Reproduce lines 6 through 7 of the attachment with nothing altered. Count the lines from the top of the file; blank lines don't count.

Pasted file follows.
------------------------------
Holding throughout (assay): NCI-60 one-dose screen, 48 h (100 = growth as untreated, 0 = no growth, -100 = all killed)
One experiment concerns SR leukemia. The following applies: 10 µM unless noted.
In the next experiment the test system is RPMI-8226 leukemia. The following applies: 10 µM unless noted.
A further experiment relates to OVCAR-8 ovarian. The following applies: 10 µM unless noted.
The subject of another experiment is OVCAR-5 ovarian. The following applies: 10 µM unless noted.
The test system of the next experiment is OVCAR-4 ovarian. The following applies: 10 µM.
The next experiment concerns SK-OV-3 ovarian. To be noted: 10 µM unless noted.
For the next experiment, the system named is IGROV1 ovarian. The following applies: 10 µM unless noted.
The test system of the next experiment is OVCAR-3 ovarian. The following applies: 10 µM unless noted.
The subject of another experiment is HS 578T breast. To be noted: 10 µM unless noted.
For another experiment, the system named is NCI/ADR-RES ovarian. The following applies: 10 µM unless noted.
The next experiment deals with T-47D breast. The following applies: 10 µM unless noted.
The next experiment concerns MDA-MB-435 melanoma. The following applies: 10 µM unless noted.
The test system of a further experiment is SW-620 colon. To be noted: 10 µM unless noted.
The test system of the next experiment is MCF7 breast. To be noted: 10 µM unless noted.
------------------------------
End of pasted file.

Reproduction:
The test system of the next experiment is OVCAR-4 ovarian. The following applies: 10 µM.
The next experiment concerns SK-OV-3 ovarian. To be noted: 10 µM unless noted.